Three things are likely to happen when you write about the things you will not, or cannot, say out loud: You get to the truth of your story quickly; your characters become more human and multidimensional; your readers will believe even the most outlandish of your fictions.
The boogeyman is not confined to the genre of horror fiction. Your story can be about a great love, a great escape, or a great regret, with nary a bloodsucking alien or monster in sight. When your hero or heroine is propelled by fear—the fear of losing someone or something, the fear of failing, the fear of succeeding, the fear of being found out—you increase the sense of urgency in the plot line. Your "pretty good" story becomes a compelling page-turner when you invite the reader, ever so gently, into the claustrophobia-inducing rooms of your protagonists' fears.
As a writer, you also have a special license to talk about the things the rest of us are too afraid (or too polite) to speak of openly. Upon hearing news of a tragic event—a plane crash, for example—the acceptable and expected reactions are to feel sorrow for all those who perished, perhaps to offer a small prayer, or simply to utter the formless sounds that express our horror and dismay in all the ways that words cannot.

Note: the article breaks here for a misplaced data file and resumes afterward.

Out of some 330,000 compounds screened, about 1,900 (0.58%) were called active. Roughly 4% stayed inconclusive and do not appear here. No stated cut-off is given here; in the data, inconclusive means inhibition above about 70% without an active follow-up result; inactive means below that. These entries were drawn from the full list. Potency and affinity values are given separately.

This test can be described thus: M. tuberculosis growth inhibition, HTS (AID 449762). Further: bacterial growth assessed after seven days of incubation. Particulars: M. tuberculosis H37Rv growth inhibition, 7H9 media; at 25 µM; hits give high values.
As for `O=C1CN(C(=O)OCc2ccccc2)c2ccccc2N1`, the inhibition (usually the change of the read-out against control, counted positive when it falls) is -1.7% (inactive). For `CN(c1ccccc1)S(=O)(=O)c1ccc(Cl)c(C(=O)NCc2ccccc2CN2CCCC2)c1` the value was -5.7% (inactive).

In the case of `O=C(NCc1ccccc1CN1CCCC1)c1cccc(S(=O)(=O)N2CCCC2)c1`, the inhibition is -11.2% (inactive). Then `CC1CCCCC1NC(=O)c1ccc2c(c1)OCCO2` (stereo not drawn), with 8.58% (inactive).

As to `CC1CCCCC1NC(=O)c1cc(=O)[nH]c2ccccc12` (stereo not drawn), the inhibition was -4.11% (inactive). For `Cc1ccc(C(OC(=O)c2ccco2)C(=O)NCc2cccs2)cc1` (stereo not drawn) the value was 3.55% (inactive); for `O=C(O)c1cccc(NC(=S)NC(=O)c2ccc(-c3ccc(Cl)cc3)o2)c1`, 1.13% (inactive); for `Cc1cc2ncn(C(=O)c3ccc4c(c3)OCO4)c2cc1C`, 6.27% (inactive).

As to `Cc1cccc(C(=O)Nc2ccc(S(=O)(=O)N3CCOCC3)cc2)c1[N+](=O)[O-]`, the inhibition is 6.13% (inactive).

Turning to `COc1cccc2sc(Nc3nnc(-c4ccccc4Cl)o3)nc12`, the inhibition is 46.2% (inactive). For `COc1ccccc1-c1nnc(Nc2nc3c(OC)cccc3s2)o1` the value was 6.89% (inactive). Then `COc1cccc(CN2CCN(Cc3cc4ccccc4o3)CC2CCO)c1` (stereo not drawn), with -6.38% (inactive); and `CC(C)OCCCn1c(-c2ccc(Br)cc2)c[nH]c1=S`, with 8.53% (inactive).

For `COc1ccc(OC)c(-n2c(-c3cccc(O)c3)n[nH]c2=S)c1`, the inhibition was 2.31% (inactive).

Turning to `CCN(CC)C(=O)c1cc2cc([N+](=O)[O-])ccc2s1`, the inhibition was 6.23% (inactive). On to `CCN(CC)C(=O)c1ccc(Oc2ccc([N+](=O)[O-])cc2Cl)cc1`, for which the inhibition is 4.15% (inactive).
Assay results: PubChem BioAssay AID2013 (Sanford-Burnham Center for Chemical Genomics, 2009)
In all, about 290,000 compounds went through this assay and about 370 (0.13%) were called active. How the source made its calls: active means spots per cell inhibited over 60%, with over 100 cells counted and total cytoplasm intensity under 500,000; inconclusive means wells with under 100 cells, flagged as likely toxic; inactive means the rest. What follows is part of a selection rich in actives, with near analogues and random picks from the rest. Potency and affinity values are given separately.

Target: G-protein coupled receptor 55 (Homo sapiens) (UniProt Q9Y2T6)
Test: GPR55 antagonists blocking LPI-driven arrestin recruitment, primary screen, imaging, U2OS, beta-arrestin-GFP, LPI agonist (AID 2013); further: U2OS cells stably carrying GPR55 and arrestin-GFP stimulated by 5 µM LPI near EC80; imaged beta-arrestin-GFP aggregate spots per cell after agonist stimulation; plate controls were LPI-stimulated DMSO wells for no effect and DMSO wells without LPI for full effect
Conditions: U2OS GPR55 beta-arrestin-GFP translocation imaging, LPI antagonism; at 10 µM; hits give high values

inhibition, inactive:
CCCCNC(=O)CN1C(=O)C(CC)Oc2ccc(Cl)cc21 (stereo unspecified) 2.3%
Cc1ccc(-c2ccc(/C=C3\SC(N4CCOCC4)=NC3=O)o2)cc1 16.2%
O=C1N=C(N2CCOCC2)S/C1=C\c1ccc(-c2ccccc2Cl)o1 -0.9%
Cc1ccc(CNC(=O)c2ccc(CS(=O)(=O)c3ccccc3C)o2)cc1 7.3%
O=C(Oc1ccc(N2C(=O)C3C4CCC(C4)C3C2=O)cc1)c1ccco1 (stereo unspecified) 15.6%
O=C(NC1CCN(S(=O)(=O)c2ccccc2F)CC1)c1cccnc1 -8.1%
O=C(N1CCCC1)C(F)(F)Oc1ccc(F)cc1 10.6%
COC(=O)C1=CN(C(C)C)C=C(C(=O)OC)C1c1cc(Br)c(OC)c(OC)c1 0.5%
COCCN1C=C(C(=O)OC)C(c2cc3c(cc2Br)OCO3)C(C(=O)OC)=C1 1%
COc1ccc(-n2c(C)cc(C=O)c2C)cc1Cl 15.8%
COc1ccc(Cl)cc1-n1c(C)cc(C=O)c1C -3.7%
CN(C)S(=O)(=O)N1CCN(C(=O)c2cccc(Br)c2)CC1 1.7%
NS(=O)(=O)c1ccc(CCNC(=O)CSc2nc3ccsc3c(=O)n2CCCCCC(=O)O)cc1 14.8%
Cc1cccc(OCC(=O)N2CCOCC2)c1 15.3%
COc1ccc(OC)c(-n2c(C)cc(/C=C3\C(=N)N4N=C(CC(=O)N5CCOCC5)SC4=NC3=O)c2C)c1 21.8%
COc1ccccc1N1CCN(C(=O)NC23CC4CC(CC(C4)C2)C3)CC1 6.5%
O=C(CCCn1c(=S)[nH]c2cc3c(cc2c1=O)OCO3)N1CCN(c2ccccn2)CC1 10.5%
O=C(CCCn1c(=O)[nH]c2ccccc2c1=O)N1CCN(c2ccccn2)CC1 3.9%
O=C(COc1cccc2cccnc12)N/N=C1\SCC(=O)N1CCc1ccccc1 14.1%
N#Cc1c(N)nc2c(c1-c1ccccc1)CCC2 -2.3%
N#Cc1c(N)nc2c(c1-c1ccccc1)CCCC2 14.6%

But what if one of those who died was a torturer of small animals and children? What if one of those who perished was destined to die an even ghastlier death in another day or two? What if one of the dead was on a mission to rectify, at long last, a great wrong that will now remain unredeemed forever? What if someone on that plane was better off dead?
We tend not to talk about such things in real life.
But you can write about them.